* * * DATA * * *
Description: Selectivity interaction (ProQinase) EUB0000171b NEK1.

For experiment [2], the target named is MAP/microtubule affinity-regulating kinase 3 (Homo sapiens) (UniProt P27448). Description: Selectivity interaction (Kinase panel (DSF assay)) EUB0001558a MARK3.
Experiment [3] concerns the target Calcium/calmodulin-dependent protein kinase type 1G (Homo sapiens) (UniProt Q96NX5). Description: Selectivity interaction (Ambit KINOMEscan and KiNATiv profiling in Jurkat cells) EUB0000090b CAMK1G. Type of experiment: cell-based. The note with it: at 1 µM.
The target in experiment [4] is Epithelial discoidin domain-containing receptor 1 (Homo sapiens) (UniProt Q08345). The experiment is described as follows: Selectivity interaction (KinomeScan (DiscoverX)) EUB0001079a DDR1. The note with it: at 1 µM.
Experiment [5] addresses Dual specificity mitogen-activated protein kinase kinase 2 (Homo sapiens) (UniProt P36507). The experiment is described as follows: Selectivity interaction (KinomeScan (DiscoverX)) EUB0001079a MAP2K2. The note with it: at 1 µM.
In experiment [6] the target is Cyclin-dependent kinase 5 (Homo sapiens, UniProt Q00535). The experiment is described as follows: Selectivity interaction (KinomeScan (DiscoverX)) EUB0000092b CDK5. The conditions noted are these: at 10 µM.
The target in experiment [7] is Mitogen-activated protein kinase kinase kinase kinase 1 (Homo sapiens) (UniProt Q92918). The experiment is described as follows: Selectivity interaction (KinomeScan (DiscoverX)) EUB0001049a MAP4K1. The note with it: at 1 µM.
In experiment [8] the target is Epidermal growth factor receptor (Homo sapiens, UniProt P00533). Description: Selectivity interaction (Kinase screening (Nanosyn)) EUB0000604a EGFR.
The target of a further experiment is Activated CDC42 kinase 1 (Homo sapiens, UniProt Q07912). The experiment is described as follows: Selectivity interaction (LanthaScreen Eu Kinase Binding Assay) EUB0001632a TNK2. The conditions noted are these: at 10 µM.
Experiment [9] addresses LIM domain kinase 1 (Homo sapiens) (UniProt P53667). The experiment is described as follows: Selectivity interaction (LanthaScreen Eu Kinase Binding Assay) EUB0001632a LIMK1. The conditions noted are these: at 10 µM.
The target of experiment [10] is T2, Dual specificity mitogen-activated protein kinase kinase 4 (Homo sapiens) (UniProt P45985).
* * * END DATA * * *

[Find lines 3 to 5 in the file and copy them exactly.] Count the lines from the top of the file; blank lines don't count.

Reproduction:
Experiment [3] concerns the target Calcium/calmodulin-dependent protein kinase type 1G (Homo sapiens) (UniProt Q96NX5). Description: Selectivity interaction (Ambit KINOMEscan and KiNATiv profiling in Jurkat cells) EUB0000090b CAMK1G. Type of experiment: cell-based. The note with it: at 1 µM.
The target in experiment [4] is Epithelial discoidin domain-containing receptor 1 (Homo sapiens) (UniProt Q08345). The experiment is described as follows: Selectivity interaction (KinomeScan (DiscoverX)) EUB0001079a DDR1. The note with it: at 1 µM.
Experiment [5] addresses Dual specificity mitogen-activated protein kinase kinase 2 (Homo sapiens) (UniProt P36507). The experiment is described as follows: Selectivity interaction (KinomeScan (DiscoverX)) EUB0001079a MAP2K2. The note with it: at 1 µM.